I've been drawing maps for D&D since first playing the game in '78. Playing online requires digital maps, so I taught myself using GIMP.
River Run Deep
Rivers Run Deep
I started creating fantasy maps for my Dungeons and Dragons campaign by hand many years ago, before computers made it into the home. It was easy to draw rivers with pen and ink and the maps held as much detail as one took the time to put in them. We soon learned less is more in most cases.
Today with modern computer tools I started making maps again, for my online Dungeons and Dragons campaign. Who knew? Making maps for online requires a different set of tools, if you want the detail beyond the pen and paper variety. But creating rivers elluded me. Until I found the secret.
Creating realistic rivers is a chore if you don't have the right tools. Learning how to use those tools is the important part. Using a pressure sensitive drawing tablet is an easy fix to this problem but I don't have one. I found a solution. I will be using GIMP 2.8 for this tutorial because it is easy to learn and free to download, so anyone can follow along.
Step One: Land and Sea
Step One: Creating a Land and Water Layers
We'll start this tutorial with the land and water layers already made. If you don't know how to do then check out my other hubs on creating Fantasy maps. This tutorial is strictly on creating rivers.
Create three layers. One for Water, one Land and the last for a Texture layer. Use the filters and gradients to create the contours of the land so you can have a reference to draw your rivers.
Open a new layer on top of them all. This will be the layer you draw your rivers on.
Step Two: Using Paths to Create Rivers.
Step Two: Creating a Path for Rivers
Using the Path tool to create your rivers is better than the paintbrush or the Free Select tool because you can take your time drawing and you can edit the path after the fact if you don't like the result without having to go back to start.
Once you use the path tool to draw a line following the contours like a real river would we can fill in the path with color. Always draw from the mouth of the river to its source.
- Click on the Paintbrush and use the Tool Options menu to set the values like the following.
- Set the brush size to what you would if you were drawing a river with the brush.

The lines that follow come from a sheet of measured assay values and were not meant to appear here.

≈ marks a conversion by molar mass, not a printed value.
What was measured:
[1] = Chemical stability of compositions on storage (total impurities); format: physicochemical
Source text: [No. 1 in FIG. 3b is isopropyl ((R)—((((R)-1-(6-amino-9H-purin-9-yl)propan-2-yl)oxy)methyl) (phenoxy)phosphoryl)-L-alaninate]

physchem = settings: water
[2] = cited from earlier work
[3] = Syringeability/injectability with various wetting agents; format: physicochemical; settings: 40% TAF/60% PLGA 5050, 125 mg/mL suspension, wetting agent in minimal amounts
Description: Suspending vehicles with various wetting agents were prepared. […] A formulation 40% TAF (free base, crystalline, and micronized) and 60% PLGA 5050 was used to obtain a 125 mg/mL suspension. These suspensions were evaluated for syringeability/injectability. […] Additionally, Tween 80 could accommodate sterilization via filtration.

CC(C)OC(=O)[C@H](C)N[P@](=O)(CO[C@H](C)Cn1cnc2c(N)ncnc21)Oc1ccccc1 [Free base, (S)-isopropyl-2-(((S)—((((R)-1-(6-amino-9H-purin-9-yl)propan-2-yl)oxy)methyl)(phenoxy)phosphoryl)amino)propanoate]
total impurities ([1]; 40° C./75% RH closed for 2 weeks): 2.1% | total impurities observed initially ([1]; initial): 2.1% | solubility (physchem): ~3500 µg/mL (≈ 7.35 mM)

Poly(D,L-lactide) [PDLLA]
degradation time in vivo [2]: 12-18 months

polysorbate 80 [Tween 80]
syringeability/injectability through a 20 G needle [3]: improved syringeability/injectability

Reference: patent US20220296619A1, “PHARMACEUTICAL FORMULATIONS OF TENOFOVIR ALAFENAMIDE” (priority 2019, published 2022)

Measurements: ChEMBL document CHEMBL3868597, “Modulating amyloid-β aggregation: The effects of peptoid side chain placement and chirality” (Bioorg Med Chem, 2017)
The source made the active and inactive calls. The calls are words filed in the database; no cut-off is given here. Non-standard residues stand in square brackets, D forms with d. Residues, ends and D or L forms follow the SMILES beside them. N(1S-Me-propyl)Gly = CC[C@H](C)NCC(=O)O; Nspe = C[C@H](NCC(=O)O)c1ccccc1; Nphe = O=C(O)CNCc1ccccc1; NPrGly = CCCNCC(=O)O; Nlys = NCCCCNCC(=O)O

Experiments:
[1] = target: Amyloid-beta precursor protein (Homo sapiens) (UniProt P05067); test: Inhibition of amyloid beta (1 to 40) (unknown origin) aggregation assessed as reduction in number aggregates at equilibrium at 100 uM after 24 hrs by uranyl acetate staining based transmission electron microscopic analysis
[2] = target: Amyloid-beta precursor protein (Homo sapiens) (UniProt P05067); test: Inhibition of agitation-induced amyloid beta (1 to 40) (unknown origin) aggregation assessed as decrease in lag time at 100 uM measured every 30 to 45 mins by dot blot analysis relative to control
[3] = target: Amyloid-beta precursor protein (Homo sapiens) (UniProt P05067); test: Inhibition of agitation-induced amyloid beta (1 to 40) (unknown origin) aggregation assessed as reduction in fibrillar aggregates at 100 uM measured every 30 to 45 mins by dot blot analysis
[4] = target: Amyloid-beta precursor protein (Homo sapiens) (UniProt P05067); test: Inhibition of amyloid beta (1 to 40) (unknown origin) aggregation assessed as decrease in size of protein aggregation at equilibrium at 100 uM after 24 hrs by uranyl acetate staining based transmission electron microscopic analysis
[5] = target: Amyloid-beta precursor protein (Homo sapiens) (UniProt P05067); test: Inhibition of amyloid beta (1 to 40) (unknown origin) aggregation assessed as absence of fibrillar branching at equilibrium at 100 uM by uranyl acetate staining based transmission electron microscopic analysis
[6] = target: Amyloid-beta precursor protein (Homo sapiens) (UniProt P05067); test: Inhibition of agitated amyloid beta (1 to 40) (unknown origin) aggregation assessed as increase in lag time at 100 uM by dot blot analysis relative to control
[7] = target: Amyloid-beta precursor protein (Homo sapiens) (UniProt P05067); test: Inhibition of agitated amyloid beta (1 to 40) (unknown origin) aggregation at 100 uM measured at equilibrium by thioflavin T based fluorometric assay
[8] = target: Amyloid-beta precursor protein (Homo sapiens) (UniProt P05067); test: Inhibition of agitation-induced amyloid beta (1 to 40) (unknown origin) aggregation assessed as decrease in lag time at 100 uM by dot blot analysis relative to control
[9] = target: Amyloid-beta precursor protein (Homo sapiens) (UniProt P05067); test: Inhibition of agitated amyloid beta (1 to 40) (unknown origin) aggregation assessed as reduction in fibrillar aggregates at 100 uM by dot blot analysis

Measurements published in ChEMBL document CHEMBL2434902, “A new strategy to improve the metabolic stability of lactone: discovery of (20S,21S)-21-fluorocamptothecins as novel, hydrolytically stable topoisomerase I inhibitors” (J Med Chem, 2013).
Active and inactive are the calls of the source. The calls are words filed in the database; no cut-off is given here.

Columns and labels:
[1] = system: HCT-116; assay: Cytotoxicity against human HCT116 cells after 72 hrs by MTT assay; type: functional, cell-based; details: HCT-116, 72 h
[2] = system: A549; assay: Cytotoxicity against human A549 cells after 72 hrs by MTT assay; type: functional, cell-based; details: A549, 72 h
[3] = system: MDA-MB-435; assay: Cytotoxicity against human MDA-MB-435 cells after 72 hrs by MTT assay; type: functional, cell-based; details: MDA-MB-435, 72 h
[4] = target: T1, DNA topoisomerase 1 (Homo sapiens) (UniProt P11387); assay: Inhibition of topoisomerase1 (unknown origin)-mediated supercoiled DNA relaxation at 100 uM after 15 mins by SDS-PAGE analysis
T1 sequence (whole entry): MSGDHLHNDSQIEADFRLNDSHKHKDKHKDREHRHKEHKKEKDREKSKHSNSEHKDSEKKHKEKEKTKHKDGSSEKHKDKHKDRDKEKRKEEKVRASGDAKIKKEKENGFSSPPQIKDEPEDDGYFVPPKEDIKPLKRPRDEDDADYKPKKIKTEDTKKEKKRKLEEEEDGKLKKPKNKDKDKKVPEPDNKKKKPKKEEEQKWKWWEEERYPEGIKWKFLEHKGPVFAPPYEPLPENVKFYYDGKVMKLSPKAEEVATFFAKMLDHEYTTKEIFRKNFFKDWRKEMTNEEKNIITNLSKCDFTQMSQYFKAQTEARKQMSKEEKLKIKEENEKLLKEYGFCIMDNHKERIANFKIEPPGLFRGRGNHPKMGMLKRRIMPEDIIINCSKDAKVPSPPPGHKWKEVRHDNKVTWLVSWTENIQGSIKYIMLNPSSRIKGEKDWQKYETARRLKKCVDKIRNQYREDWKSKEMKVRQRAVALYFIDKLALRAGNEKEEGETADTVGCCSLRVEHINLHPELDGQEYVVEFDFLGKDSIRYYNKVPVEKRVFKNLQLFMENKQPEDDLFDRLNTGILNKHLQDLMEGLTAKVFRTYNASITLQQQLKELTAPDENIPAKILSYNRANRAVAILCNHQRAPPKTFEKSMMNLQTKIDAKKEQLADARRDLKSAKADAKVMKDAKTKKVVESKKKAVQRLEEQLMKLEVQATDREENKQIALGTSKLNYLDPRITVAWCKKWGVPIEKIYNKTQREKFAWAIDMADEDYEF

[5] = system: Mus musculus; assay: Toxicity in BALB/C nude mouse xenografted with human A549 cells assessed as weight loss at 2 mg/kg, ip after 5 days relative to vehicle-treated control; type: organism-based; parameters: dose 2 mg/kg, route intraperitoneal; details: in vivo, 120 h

- Set the Brush Dynamics to Fade Tapering then click on Dynamic Options.
- Check the Reverse check box. This sets the taper of the river from wide to small.
- The last thing to change is the fade length. This you'll have to adjust each time depending on the length of the river you have drawn. It is measured in pixels and I set it to about double the length you think the river is.
Once the Tool Options are set you choose the brush color as normal then under the Edit Menu choose Stroke Path. This brings up a Stroke Path selection box.
- Choose the Stroke with a paint tool
- Select the Paintbrush as the paint tool
- Check the box Emulate brush dynamics.
Now you can click on Stroke and it will fill in the path.
What is the Greatest Challenge ...
Step Three: Dealing With Tributaries
Step Three: Adding Tributaries
Each river has to be added with a new path, as do the tributaries. Things to watch out for is the terrain dictates the river's width as well as direction. Adding a tributary along the length poses some challenges. You have to estimate the width of the starting point so it matches the point of entry. Remember that the river downstream is now carrying the water from both the river and tributary so the tributary can't be wider that the river.
Step Four: Rivers Run Deep
Step Four: Adding Depth to the Rivers
Once you have all the rivers and tributaries drawn, you have to add depth to the land. This done by manipulating the layers.
- Move the Rivers layer above the water layer and then select the River layer and merge it down to the water layer.
- On the resulting water layer select by color the transparent background.
- Invert the selection.
- Work on the Land layer next ( with the water area selected)
- Use the filter Decor - Add Bevel... (set the thickness at match the scale of your map - for this map it was set to 15)
- Use the same filter again, if the effect is not as pronounced as you wish them to be.
Step Five: Finishing Touches
Now the map is done but for highlights. Use the techniques mentioned in previous tutorials to highlight and enhance the contours of the land. Other things to touch up are the junctions of the rivers. The colors may not match if you use gradients to color the water. I use the smudge tool to blend the junctions.
This article is accurate and true to the best of the author’s knowledge. Content is for informational or entertainment purposes only and does not substitute for personal counsel or professional advice in business, financial, legal, or technical matters.